Dick Holt, St. Cloud

"Frustration, anger, apathy, etc., are feelings I experience. The human cost of our forces as well as Iraqi people is obscene. As are most, I am tired of the lies told by this administration and hope for a change of direction with a new administration. One of my greatest concerns is the lack of attention given to the long term impact of this war and the "trade offs" it will necessitate. If the cost of this war was explained in terms of what it will mean for health insurance premiums or social security benefits, etc., I doubt that anyone would support the war."

Debbie Deblieck, Minneapolis

"Not that I don't want to watch them, there are so many out there. The war is still going on. The movies I watch that are war related is because they are past done. And if it is a movie based on true story or true events, compiled, that makes me want to watch them the Iraq war is not over. Doesn't mean I wont watch them, but say if one is out that has an event in it that just happened, it better be true if its in the screen already even less than a year from that event. Every paper, news cast, radio and internet bombards us with it all. Some times more than we like to know we can become numb to it and not care one way or another. Try to even analyze the whys, whens and how comes of it all. I believe when its finally done, like all other wars we were involved in, or not, we can then sit back and then see what REALLY happened because it will be history. Provided that the records of it all do not get tampered or deleted from what we should know, not what the government, media, et el WANTS US TO KNOW."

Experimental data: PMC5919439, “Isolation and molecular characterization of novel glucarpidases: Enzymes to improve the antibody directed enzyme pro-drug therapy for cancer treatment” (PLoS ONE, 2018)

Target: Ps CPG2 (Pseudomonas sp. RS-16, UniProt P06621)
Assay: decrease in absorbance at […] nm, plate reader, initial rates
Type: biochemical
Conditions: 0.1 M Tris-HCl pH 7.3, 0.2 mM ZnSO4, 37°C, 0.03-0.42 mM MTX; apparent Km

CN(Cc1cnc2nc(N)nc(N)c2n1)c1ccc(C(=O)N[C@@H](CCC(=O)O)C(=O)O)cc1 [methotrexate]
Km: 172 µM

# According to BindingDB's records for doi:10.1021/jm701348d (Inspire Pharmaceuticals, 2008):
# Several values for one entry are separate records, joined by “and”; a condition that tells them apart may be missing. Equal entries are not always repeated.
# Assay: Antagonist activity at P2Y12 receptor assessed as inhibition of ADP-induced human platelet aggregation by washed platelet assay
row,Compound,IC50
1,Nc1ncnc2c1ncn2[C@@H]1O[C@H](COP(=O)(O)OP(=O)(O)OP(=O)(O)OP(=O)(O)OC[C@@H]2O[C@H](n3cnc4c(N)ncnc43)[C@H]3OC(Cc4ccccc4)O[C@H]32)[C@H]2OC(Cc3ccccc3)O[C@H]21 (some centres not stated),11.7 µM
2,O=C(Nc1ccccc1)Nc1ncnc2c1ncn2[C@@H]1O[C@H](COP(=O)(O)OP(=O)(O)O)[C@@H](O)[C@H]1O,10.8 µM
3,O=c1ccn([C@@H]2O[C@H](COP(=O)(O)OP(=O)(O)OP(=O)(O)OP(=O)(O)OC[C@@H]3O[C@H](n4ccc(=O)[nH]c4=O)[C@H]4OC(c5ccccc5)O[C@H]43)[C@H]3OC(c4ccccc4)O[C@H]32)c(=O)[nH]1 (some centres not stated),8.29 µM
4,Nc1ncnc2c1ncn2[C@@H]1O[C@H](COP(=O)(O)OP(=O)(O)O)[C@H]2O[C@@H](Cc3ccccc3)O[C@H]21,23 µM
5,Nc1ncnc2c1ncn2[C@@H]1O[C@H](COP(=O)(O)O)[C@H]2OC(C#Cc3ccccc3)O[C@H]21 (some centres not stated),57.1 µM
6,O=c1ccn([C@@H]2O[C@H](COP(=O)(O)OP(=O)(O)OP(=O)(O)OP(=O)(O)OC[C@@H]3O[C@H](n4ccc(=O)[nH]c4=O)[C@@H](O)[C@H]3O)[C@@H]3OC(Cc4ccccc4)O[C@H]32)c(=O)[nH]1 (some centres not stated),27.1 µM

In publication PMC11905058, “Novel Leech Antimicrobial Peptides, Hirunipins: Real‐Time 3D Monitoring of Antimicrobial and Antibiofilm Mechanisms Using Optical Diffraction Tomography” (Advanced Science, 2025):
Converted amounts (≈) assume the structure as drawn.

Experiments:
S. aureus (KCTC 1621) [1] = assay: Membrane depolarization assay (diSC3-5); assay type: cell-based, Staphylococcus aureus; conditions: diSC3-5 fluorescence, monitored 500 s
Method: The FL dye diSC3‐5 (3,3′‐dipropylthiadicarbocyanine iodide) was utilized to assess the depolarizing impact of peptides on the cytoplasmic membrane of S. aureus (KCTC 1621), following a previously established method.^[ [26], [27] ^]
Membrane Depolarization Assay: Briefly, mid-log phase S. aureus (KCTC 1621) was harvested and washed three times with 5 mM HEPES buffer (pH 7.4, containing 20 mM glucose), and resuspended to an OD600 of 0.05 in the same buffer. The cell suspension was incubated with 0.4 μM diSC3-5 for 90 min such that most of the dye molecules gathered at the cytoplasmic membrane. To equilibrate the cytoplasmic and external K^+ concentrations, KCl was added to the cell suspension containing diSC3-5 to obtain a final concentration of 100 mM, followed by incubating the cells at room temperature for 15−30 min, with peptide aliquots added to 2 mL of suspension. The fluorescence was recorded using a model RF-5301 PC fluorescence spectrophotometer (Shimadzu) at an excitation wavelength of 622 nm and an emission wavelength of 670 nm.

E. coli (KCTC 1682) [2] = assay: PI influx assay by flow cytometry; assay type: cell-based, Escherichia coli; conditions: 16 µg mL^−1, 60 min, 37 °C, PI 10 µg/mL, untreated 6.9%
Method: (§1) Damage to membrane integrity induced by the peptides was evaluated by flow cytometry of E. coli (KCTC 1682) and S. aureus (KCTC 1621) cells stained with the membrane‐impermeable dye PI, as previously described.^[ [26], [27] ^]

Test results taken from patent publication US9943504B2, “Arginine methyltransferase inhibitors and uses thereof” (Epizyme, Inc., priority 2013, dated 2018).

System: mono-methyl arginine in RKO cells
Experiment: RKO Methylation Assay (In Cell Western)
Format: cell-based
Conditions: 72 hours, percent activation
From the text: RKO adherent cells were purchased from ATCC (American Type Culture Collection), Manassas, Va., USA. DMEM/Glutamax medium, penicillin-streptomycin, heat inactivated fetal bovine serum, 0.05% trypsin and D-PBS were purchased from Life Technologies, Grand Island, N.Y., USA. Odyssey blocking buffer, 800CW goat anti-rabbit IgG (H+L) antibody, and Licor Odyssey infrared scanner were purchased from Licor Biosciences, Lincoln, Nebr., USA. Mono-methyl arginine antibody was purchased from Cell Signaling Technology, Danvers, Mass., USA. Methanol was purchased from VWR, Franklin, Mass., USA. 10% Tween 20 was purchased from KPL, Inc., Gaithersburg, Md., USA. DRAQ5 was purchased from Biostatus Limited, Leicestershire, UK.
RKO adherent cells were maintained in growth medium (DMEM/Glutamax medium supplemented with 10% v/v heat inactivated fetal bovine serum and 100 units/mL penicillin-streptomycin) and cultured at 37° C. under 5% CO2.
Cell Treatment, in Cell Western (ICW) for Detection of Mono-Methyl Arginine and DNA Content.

Jennifer Nedry, Cottage Grove

"I watch or go to the movies for escape. Iraq war films are too based in reality. If I was told that these films gave us some clue about a possible plan on to how to exit this war, I would support them 100 percent.

Griffin Woodworth, Minneapolis

"As a left-leaning intellectual who opposed the war from the very first moment it was foisted upon the American people, every cultural artifact that reminds me of the war--even those things highly critical of it--are simply reminders of the senseless, needless, and goal-less slaughter of American soldiers and Iraqi civilians. We have been inundated with information about this topic for years now, and I feel that we've reached the worst kind of conundrum: the American people are bored to death hearing about it, and yet simultaneously enraged at the thought that our loved ones are over there, dying for nothing. No gain, no coherent reason, nothing. Being reminded of it day in and day out makes me feel sick to my stomach, and I'm certainly not about to go pay money to hear more about it, even from filmmakers who share my political agenda of getting the troops home yesterday."